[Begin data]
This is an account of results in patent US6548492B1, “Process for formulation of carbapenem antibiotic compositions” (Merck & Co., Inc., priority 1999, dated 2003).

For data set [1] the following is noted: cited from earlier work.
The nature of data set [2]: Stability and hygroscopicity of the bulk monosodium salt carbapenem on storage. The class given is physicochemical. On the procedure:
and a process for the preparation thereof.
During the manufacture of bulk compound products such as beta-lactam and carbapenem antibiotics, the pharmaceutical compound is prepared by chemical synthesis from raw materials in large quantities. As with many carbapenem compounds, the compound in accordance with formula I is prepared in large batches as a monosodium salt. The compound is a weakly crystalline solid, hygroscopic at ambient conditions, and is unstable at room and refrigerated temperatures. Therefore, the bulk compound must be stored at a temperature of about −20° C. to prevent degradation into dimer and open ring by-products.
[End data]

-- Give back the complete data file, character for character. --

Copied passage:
This is an account of results in patent US6548492B1, “Process for formulation of carbapenem antibiotic compositions” (Merck & Co., Inc., priority 1999, dated 2003).

For data set [1] the following is noted: cited from earlier work.
The nature of data set [2]: Stability and hygroscopicity of the bulk monosodium salt carbapenem on storage. The class given is physicochemical. On the procedure:
and a process for the preparation thereof.
During the manufacture of bulk compound products such as beta-lactam and carbapenem antibiotics, the pharmaceutical compound is prepared by chemical synthesis from raw materials in large quantities. As with many carbapenem compounds, the compound in accordance with formula I is prepared in large batches as a monosodium salt. The compound is a weakly crystalline solid, hygroscopic at ambient conditions, and is unstable at room and refrigerated temperatures. Therefore, the bulk compound must be stored at a temperature of about −20° C. to prevent degradation into dimer and open ring by-products.